The Telegraph
Since 1st March, 1999
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DMK not keen on ministry

New Delhi, Jan. 15: The DMK is unlikely to reclaim the commerce portfolio held by Murasoli Maran as the party, slowly distancing itself from the BJP and the Atal Bihari Vajpayee government, may eventually quit the National Democratic Alliance.

Maran, who was seriously ill, was flown to the US for treatment two months ago. Though he has made a remarkable recovery, he is not yet fully fit.

Sources said he is unlikely to resume ministerial responsibilities and that DMK chief M. Karunanidhi has also indicated to confidants that his party should not have another nominee in the NDA government as it is preparing to quit the coalition.

A section of party leaders is, however, trying to persuade Karunanidhi not to let go of the ministry till the DMK formally parts ways with the NDA. Besides Maran, the party has two other ministers in Vajpayee’s council — Cabinet minister T.R. Baalu, who is in charge of environment, and A. Raja, minister of state for health.

After Maran’s condition deteriorated, disinvestment minister Arun Shourie was entrusted with the task of overseeing the commerce ministry’s functioning as it is an important department in the light of the government’s disinvestment policy.

Government sources, however, said Vajpayee was planning to give the DMK another ministry in lieu of commerce in the next shuffle and that Karunanidhi’s sudden criticism of the disinvestment policy was a ploy get back the ministry.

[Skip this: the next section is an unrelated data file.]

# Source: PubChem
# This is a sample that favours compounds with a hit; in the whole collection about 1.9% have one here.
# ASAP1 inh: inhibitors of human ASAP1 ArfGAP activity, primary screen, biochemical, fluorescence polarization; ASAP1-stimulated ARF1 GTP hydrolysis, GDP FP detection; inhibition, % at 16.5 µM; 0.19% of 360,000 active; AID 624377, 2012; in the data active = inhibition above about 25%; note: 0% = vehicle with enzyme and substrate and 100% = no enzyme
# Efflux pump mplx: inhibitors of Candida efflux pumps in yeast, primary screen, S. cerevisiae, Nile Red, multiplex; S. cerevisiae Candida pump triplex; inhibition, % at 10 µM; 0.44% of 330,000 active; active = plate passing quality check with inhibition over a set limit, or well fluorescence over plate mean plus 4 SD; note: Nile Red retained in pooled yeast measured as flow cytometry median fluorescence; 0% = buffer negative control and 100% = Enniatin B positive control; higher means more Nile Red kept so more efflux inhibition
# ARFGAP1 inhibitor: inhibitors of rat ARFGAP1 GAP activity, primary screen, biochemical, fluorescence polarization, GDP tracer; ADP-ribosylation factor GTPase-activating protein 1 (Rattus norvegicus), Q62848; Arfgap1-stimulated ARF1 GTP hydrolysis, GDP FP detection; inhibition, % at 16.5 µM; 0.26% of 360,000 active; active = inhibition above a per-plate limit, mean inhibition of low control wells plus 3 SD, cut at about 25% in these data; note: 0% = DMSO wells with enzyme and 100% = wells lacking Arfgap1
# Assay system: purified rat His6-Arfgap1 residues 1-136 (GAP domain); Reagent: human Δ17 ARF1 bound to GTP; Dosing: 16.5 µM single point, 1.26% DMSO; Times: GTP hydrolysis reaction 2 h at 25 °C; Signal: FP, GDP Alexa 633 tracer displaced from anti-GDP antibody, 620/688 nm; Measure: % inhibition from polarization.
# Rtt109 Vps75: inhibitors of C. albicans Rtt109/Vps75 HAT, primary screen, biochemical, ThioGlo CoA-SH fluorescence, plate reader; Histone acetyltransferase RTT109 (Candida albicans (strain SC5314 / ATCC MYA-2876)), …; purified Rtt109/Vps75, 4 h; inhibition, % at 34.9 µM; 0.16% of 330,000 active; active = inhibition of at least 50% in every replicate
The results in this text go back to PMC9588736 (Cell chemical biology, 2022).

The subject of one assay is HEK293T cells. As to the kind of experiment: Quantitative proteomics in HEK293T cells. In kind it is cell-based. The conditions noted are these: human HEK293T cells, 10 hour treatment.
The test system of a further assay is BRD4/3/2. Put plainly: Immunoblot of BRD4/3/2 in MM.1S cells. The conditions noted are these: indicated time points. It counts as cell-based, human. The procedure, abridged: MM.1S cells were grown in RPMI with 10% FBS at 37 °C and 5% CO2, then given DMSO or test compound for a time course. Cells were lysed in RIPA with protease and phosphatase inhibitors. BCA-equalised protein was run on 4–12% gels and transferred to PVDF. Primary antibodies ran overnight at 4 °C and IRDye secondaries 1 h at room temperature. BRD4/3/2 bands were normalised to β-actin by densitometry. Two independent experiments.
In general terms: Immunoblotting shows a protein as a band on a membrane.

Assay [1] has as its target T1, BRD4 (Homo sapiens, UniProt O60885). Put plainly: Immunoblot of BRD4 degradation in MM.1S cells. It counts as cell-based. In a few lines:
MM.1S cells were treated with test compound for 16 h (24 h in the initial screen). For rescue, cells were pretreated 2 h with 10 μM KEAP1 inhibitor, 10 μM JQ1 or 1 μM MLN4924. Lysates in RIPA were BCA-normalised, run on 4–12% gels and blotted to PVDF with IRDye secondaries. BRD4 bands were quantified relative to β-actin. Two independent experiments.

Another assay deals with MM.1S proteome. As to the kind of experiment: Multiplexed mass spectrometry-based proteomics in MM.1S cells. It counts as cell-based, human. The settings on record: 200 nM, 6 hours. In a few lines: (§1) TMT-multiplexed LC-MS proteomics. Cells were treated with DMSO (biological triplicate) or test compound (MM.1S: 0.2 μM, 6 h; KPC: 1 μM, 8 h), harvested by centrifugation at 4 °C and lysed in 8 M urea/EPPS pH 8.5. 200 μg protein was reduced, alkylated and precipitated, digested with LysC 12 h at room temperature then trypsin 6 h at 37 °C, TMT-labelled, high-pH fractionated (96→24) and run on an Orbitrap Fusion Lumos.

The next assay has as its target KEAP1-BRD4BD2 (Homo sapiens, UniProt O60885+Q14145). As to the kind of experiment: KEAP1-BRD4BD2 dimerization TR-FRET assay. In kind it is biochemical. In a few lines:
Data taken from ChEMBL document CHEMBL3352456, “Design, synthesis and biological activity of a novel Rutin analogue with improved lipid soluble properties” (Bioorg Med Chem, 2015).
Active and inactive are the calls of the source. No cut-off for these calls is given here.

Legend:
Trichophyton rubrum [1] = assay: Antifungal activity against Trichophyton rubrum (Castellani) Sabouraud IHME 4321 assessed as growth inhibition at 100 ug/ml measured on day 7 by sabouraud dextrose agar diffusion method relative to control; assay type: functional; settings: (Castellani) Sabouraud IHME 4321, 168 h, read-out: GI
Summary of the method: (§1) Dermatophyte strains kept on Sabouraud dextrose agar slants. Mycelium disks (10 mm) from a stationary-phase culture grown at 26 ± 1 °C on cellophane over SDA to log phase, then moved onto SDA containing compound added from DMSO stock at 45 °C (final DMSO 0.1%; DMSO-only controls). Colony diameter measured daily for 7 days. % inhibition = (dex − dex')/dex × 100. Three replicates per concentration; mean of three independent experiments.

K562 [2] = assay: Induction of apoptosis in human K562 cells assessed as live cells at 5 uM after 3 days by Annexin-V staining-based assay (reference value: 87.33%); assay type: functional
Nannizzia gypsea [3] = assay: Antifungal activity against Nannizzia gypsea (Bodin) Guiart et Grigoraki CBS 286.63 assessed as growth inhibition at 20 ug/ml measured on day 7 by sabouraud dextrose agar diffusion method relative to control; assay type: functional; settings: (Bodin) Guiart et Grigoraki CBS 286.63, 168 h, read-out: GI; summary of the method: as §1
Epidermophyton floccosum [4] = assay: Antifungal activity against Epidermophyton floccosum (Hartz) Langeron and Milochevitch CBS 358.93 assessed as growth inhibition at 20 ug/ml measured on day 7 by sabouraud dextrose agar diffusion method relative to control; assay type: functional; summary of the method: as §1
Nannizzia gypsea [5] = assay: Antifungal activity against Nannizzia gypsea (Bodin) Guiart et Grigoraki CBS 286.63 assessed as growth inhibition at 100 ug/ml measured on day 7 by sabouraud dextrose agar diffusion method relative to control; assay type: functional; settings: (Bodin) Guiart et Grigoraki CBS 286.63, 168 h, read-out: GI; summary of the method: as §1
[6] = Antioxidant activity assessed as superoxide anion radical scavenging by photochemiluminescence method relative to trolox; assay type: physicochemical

But DMK sources said Karunanidhi is in touch with Congress and Left leaders and has almost made up his mind to split from the saffron camp at the appropriate time. The former Tamil Nadu chief minister has already declared there was no truck with the BJP at the state level and the alliance was only at the Centre.

DMK-BJP ties hit rock bottom after his rival, ADMK chief Jayalalithaa, was invited by Narendra Modi to Gandhinagar to attend his swearing-in as chief minister. The move created panic in the DMK camp as Jayalalithaa used the opportunity to project herself as a new icon of Hindutva in the Dravidian heartland while Karunanidhi earned the wrath of state BJP leaders and Sangh hawks for his “anti-Hindu” statements.

The ADMK government’s controversial law against forcible religious conversion and Jayalalithaa’s criticism of Congress president Sonia Gandhi also endeared her to the saffron camp.

Sources said Karunanidhi’s attack on the Centre’s economic policies might have been a calculated move as attacking Hindutva too much could be counterproductive. The DMK executive, in a surprise move, had on Sunday attacked the Centre’s economic policies and opposed privatisation of public sector companies providing basic infrastructure facilities.

It said globalisation of the economy would change the country’s status as a socialist republic and demanded suitable modifications to the economic policies to protect Indian industry and avert large-scale unemployment and retrenchment.

Karunanidhi said in the last three years, Maran had implemented a reform process without affecting economic development. “We want the same policy to be continued,” he replied, asked why the DMK had suddenly changed its stand on the Centre’s economic policies. The party’s opposition to privatisation is significant because Maran is a staunch supporter of liberalisation.

MDMK general secretary Vaiko, another ally of the NDA from Tamil Nadu, has also opposed the disinvestment policy, saying he “welcomed” Karunanidhi’s views. “My view is the same as that of the DMK,” Vaiko told reporters.

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